Next Article in Journal
Recruitment of DNA Repair MRN Complex by Intrinsically Disordered Protein Domain Fused to Cas9 Improves Efficiency of CRISPR-Mediated Genome Editing
Previous Article in Journal
In Vitro Evaluation of Neutral Aryloximes as Reactivators for Electrophorus eel Acetylcholinesterase Inhibited by Paraoxon
Article

Ultra-Structural Alterations in Botrytis cinerea—The Causal Agent of Gray Mold—Treated with Salt Solutions

1
Agricultural Research Center, Plant Pathology Research Institute, 12619 Giza, Egypt
2
Agricultural Research Center, Londrina State University, 86057-970 Londrina, PR, Brazil
3
Biological Sciences Center, Londrina State University, 86057-970 Londrina, PR, Brazil
4
Laboratory of Electron Microscopy and Microanalysis, Londrina State University, 86057-970 Londrina, PR, Brazil
*
Author to whom correspondence should be addressed.
Biomolecules 2019, 9(10), 582; https://doi.org/10.3390/biom9100582
Received: 8 August 2019 / Revised: 27 August 2019 / Accepted: 28 August 2019 / Published: 8 October 2019
Potassium bicarbonate (PB), calcium chelate (CCh), and sodium silicate (SSi) have been extensively used as antifungal generally recognized as safe (GRAS) compounds against plant pathogenic fungi. In this research, in in vitro tests, the radial growth, conidial germination, and germ tube elongation of Botrytis cinerea was completely inhibited at 0.3% of PB, SSi, and CCh. In in vivo tests, application of PB, SSi, and CCh completely inhibited the occurrence of gray mold incidence of inoculated ‘Italia’ grape berries at concentrations of 1.0, 0.8, and 0.8%, respectively. In order to investigate the detailed mechanisms by which salts exhibited antifungal activity, we analyzed their influence on morphological changes by scanning electron microscopy (SEM) and transmission electron microscopy (TEM) and also on reactive species of oxygen (ROS), mitochondrial membrane potential (MMP), and adenosine triphosphate (ATP) content. Defects such as malformation and excessive septation were detected on salt-treated hyphae morphology observed by SEM. The internal structure of conidia treated or not with salt solutions was examined by TEM. In treated conidia, most of the conidia were affected and cellular vacuolization and cytoplasmic disorganization was observed. For ROS accumulation, a higher increase was observed in fluorescent conidia in presence of PB, SSi, and CCh by 75, 68, and 70% as compared to control, respectively. MMP was significantly decreased after salt application indicating a loss of mitochondria function. Also, luminescence showed that B. cinerea-conidia treated with salts contained less ATP than the untreated conidia. The results obtained herein are a step towards a comprehensive understanding of the mode of action by which salts act as antifungal agents against B. cinerea. View Full-Text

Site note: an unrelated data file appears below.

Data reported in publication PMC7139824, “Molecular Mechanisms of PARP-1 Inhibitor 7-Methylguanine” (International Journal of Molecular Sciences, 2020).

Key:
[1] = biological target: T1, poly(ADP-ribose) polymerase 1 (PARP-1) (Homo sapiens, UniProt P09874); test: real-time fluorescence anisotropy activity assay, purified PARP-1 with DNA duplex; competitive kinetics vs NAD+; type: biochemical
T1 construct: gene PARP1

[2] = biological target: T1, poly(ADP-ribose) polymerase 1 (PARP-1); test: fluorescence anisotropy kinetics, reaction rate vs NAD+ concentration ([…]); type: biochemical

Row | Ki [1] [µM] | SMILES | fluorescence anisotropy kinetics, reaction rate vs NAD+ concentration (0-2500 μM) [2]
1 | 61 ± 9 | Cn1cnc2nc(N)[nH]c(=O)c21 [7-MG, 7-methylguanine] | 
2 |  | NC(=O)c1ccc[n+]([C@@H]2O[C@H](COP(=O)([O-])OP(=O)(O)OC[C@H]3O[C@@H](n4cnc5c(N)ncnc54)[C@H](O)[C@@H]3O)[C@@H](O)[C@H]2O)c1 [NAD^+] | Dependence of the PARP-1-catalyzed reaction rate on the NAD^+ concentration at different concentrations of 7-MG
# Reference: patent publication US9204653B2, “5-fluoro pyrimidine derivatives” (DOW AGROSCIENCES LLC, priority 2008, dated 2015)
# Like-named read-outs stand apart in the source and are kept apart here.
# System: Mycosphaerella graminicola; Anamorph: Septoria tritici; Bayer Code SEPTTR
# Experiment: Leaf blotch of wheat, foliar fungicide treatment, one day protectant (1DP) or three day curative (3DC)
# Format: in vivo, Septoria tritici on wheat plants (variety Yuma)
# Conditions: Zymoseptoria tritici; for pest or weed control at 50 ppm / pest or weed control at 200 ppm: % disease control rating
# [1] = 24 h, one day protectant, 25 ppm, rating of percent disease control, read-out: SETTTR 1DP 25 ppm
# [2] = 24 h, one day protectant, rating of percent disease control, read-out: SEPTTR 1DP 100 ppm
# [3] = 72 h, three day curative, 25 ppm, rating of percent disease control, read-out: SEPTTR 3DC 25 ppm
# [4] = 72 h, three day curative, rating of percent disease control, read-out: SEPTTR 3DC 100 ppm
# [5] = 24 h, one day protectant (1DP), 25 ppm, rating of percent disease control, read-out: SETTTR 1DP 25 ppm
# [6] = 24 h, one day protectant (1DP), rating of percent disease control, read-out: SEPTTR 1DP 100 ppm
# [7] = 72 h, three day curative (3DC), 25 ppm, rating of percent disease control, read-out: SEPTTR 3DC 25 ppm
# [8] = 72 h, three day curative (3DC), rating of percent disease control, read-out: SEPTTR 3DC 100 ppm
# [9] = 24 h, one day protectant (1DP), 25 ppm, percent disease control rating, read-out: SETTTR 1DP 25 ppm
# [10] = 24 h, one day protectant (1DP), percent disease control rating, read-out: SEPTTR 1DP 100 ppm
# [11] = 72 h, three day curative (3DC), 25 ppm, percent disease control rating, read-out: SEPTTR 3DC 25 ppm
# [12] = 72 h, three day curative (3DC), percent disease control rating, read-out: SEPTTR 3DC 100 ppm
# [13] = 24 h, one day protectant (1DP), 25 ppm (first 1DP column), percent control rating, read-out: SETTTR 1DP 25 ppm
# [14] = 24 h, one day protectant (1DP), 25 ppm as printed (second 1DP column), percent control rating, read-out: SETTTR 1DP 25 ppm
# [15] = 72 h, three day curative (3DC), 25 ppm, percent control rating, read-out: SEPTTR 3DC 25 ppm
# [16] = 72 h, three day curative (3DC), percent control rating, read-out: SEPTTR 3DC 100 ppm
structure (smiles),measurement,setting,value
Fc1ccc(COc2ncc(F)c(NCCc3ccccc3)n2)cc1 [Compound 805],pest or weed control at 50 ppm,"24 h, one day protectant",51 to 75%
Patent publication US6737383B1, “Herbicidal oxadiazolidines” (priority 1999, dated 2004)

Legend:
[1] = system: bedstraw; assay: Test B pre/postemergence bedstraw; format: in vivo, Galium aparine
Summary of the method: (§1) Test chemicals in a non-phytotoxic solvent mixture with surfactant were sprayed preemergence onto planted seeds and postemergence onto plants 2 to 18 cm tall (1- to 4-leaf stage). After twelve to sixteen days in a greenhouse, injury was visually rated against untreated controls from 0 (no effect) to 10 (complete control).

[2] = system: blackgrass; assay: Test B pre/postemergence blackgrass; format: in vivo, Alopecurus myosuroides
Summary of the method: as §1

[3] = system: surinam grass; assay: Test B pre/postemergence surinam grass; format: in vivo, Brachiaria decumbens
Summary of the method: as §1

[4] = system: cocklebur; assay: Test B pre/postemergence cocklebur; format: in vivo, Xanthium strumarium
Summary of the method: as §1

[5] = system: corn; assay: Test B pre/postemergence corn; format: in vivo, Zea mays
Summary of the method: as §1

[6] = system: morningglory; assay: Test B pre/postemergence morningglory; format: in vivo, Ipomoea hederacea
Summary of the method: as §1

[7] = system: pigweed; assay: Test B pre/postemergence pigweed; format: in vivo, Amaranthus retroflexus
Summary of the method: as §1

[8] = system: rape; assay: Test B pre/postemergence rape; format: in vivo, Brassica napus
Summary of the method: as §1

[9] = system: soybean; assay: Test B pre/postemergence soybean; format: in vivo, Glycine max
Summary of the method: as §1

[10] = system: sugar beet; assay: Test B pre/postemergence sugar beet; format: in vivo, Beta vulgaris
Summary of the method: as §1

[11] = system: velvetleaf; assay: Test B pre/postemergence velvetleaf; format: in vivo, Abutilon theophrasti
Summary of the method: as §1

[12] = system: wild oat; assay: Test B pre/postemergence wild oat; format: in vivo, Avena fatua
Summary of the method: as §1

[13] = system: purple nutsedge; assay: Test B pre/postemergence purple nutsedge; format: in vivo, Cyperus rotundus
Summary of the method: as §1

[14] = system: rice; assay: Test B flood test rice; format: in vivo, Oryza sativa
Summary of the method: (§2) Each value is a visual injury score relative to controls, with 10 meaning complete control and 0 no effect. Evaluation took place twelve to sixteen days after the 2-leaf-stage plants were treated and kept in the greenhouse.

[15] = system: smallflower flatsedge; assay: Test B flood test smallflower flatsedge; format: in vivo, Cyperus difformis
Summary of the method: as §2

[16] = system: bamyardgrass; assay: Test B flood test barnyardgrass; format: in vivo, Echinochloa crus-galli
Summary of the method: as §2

Keywords: Botrytis cinerea; salts; ATP; ROS; mitochondrial membrane potential Botrytis cinerea; salts; ATP; ROS; mitochondrial membrane potential
Show Figures

Figure 1

MDPI and ACS Style

Youssef, K.; Roberto, S.R.; de Oliveira, A.G. Ultra-Structural Alterations in Botrytis cinerea—The Causal Agent of Gray Mold—Treated with Salt Solutions. Biomolecules 2019, 9, 582. https://doi.org/10.3390/biom9100582

AMA Style

Youssef K, Roberto SR, de Oliveira AG. Ultra-Structural Alterations in Botrytis cinerea—The Causal Agent of Gray Mold—Treated with Salt Solutions. Biomolecules. 2019; 9(10):582. https://doi.org/10.3390/biom9100582

Chicago/Turabian Style

Youssef, Khamis, Sergio R. Roberto, and Admilton G. de Oliveira 2019. "Ultra-Structural Alterations in Botrytis cinerea—The Causal Agent of Gray Mold—Treated with Salt Solutions" Biomolecules 9, no. 10: 582. https://doi.org/10.3390/biom9100582

Find Other Styles
Note that from the first issue of 2016, MDPI journals use article numbers instead of page numbers. See further details here.

Article Access Map by Country/Region

1
Back to TopTop